Saturday, August 1, 2015

The Pedestriennes: America's Forgotten Superstars by Harry Hall

The Pedestriennes by Harry HallEndurance races seem to be growing in popularity as your "Tough Mudders" and 100 mile races get into the news more and more. But this is not a new phenomenon. In the 1800s,  endurance/fast walking was great entertainment. People used to pay good money for people like Robert Barclay Allardice, Captain Barclay, to walk for up to 6 day with little to no respite. In fact, Barclay managed the feat of 1,000 miles in ~1,000 hours, an astonishing thought at the time (and even now quite frankly.)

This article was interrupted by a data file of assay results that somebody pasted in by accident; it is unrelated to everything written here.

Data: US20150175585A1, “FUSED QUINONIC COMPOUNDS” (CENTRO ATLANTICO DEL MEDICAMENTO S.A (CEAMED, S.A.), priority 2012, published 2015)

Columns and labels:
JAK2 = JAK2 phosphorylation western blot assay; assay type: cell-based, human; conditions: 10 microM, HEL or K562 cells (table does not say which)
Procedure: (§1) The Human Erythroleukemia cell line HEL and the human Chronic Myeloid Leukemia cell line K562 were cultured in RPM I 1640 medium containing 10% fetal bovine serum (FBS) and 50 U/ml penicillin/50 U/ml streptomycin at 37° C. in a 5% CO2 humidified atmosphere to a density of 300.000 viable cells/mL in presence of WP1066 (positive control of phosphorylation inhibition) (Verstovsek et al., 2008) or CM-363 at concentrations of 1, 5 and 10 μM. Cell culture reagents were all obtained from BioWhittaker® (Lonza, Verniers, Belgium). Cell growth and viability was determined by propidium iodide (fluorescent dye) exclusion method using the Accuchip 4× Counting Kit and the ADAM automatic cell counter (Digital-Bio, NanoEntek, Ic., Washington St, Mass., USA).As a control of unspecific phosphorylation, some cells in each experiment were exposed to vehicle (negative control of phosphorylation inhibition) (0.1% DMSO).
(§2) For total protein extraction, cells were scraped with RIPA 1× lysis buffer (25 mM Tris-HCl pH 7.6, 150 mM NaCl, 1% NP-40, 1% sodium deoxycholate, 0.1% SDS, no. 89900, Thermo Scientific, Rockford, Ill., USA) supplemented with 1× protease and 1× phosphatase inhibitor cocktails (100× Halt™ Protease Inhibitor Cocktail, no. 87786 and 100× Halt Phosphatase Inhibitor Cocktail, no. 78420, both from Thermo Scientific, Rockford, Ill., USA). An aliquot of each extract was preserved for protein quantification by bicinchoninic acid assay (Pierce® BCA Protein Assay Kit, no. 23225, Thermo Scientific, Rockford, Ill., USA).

By the mid-1800s, women were looking to cash in on similar feats. And there were some big names who did some amazing things. Most of the book is taken up with Ada "Madame" Anderson who walked 4,000 quarter miles in 4,000 hours (1,000 miles in just over 166 days). When she succeeded, pedestrianism exploded. But then, as always seems to happen, the tide turned.
This book could have used some better editing (words misspelled and even missing) but it was an interesting look at an early endurance sport.

No comments:

Post a Comment